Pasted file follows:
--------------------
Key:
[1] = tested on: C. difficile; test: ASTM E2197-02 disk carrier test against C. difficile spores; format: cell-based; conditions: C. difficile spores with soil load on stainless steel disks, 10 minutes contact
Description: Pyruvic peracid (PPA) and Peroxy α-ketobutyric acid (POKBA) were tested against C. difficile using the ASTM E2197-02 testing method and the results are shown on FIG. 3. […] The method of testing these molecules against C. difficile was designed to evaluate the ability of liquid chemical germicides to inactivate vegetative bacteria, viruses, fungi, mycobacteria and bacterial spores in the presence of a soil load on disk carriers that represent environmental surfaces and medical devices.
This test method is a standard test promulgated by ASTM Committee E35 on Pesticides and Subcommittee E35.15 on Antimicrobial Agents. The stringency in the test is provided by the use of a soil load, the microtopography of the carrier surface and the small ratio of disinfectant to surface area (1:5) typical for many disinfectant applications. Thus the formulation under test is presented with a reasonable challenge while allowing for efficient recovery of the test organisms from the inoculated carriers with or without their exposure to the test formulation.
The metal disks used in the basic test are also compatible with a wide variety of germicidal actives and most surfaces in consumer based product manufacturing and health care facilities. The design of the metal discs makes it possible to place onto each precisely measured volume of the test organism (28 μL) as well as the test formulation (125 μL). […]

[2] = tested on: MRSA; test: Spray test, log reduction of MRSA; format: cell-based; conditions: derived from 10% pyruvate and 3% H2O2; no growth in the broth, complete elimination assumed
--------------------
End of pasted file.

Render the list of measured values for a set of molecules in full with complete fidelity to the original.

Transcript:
Key:
[1] = tested on: C. difficile; test: ASTM E2197-02 disk carrier test against C. difficile spores; format: cell-based; conditions: C. difficile spores with soil load on stainless steel disks, 10 minutes contact
Description: Pyruvic peracid (PPA) and Peroxy α-ketobutyric acid (POKBA) were tested against C. difficile using the ASTM E2197-02 testing method and the results are shown on FIG. 3. […] The method of testing these molecules against C. difficile was designed to evaluate the ability of liquid chemical germicides to inactivate vegetative bacteria, viruses, fungi, mycobacteria and bacterial spores in the presence of a soil load on disk carriers that represent environmental surfaces and medical devices.
This test method is a standard test promulgated by ASTM Committee E35 on Pesticides and Subcommittee E35.15 on Antimicrobial Agents. The stringency in the test is provided by the use of a soil load, the microtopography of the carrier surface and the small ratio of disinfectant to surface area (1:5) typical for many disinfectant applications. Thus the formulation under test is presented with a reasonable challenge while allowing for efficient recovery of the test organisms from the inoculated carriers with or without their exposure to the test formulation.
The metal disks used in the basic test are also compatible with a wide variety of germicidal actives and most surfaces in consumer based product manufacturing and health care facilities. The design of the metal discs makes it possible to place onto each precisely measured volume of the test organism (28 μL) as well as the test formulation (125 μL). […]

[2] = tested on: MRSA; test: Spray test, log reduction of MRSA; format: cell-based; conditions: derived from 10% pyruvate and 3% H2O2; no growth in the broth, complete elimination assumed